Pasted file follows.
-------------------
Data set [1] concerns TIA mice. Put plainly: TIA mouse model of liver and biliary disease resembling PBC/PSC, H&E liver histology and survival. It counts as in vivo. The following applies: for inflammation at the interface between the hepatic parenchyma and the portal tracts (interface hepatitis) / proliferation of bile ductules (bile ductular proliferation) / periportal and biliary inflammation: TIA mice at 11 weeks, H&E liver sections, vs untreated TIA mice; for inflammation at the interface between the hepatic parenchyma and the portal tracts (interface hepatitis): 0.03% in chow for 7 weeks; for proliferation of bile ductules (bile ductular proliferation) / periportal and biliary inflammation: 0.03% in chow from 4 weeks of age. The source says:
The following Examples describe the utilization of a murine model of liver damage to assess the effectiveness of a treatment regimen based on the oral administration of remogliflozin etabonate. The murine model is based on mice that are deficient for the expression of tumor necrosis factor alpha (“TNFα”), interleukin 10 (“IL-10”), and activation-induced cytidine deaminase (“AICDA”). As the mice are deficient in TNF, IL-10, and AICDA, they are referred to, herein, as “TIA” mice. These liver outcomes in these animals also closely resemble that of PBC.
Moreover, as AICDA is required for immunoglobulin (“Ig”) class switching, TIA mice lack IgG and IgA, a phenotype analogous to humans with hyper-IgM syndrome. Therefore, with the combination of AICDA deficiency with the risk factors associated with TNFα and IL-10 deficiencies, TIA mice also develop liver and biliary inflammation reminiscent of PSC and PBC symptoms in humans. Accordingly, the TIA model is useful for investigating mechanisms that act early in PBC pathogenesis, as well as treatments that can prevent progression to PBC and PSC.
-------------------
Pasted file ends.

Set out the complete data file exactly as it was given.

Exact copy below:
Data set [1] concerns TIA mice. Put plainly: TIA mouse model of liver and biliary disease resembling PBC/PSC, H&E liver histology and survival. It counts as in vivo. The following applies: for inflammation at the interface between the hepatic parenchyma and the portal tracts (interface hepatitis) / proliferation of bile ductules (bile ductular proliferation) / periportal and biliary inflammation: TIA mice at 11 weeks, H&E liver sections, vs untreated TIA mice; for inflammation at the interface between the hepatic parenchyma and the portal tracts (interface hepatitis): 0.03% in chow for 7 weeks; for proliferation of bile ductules (bile ductular proliferation) / periportal and biliary inflammation: 0.03% in chow from 4 weeks of age. The source says:
The following Examples describe the utilization of a murine model of liver damage to assess the effectiveness of a treatment regimen based on the oral administration of remogliflozin etabonate. The murine model is based on mice that are deficient for the expression of tumor necrosis factor alpha (“TNFα”), interleukin 10 (“IL-10”), and activation-induced cytidine deaminase (“AICDA”). As the mice are deficient in TNF, IL-10, and AICDA, they are referred to, herein, as “TIA” mice. These liver outcomes in these animals also closely resemble that of PBC.
Moreover, as AICDA is required for immunoglobulin (“Ig”) class switching, TIA mice lack IgG and IgA, a phenotype analogous to humans with hyper-IgM syndrome. Therefore, with the combination of AICDA deficiency with the risk factors associated with TNFα and IL-10 deficiencies, TIA mice also develop liver and biliary inflammation reminiscent of PSC and PBC symptoms in humans. Accordingly, the TIA model is useful for investigating mechanisms that act early in PBC pathogenesis, as well as treatments that can prevent progression to PBC and PSC.